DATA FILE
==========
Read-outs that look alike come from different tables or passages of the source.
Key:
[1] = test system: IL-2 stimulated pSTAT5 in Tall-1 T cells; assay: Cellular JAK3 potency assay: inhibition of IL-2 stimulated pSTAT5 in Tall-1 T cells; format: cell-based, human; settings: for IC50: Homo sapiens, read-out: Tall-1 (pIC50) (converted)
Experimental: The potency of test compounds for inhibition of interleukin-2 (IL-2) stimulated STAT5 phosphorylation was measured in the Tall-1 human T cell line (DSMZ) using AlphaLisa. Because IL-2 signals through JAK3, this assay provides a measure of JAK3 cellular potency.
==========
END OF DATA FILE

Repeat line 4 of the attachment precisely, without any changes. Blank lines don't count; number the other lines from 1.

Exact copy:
Experimental: The potency of test compounds for inhibition of interleukin-2 (IL-2) stimulated STAT5 phosphorylation was measured in the Tall-1 human T cell line (DSMZ) using AlphaLisa. Because IL-2 signals through JAK3, this assay provides a measure of JAK3 cellular potency.